Applying Cognitive Behavioral Therapy and Thought Field Therapy in Kurdistan region of Iraq: A retrospective case series study of mental-health interventions in a setting of political instability and armed conflicts

Citation (APA style): Seidi, P. A., Jaff, D., Connolly, S. M., & Hoffart, A. (2021). Applying Cognitive Behavioral Therapy and Thought Field Therapy in Kurdistan region of Iraq: A retrospective case series study of mental-health interventions in a setting of political instability and armed conflicts. Explore: The Journal of Science and Healing, 17(1), 84-91. doi:10.1016/j.explore.2020.06.003

Abstract

Background: Mass violence, atrocities, and political upheavals have affected the prosperity and psychological health of the people of Iraq. Those living in the Garmian region of the Kurdistan Region of Iraq are among those most affected. While there is an urgent need for mental health interventions in this region, mental health resources are scarce, and only a small percentage of the population in need receive mental health care. Despite the high burden of mental illness, and the general demand by the community and local authorities for social and psychological services, effective validated cost-effective interventions tailored to address the cultural and social problems are scarce. This retrospective case series study, which is based on the lead author’s experiences in the Garmian region, aims to describe the results of using two mental health interventions, Cognitive Behavioral Therapy and Thought Field Therapy.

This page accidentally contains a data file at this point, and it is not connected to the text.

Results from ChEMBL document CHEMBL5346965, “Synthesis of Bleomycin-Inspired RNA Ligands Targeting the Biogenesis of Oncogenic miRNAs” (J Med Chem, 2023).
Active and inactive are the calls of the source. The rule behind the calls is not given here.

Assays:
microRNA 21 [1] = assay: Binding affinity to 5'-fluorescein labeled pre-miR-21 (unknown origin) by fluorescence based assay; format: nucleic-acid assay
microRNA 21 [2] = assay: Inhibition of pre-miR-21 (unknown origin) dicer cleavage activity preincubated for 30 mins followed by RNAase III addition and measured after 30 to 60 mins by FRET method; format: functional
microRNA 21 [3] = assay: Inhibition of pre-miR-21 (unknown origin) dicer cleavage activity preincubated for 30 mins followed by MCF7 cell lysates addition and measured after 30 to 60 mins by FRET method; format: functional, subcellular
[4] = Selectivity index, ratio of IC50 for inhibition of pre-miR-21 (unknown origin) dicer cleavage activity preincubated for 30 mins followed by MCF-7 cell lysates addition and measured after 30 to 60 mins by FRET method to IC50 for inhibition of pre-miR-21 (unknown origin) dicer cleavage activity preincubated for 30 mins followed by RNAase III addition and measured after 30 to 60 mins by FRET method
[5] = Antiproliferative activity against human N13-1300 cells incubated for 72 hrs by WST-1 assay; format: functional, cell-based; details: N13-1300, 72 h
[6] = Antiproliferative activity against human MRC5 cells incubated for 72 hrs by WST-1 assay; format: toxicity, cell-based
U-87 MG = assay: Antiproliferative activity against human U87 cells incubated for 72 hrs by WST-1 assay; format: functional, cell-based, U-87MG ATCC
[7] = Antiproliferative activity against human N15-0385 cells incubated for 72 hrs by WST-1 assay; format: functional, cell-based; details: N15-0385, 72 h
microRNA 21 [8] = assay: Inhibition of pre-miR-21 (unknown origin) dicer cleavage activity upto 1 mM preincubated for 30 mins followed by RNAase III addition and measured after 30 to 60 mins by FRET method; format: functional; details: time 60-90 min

Methods and findings: The files of 31 clients that met criteria of the study were selected using purposive sampling. The results showed that, of the 13 clients who received Cognitive Behavioral Therapy, one improved and others showed either no change in symptoms, deterioration of symptoms, or dropped out of treatment. All 11 clients who received only Thought Field Therapy showed improvement in their symptoms. Seven clients who received Cognitive Behavioral Therapy and showed no improvement received Thought Field Therapy, and showed improvement finally. While the results of preliminary experience with Thought Field Therapy in the Garmian community is encouraging, conducting randomized controlled trials with follow-ups and comparing Thought Field Therapy with other therapeutic approaches is needed to substantiate these findings.

Conclusion: We found that Thought Field Therapy had positive results in reducing anxiety disorders and trauma-related symptoms, as compared to Cognitive Behavioral Therapy.

Keywords: case series, anxiety disorder, posttraumatic stress disorder, PTSD, cognitive behavioral therapy, CBT, thought field therapy, TFT

Click here for access to the full article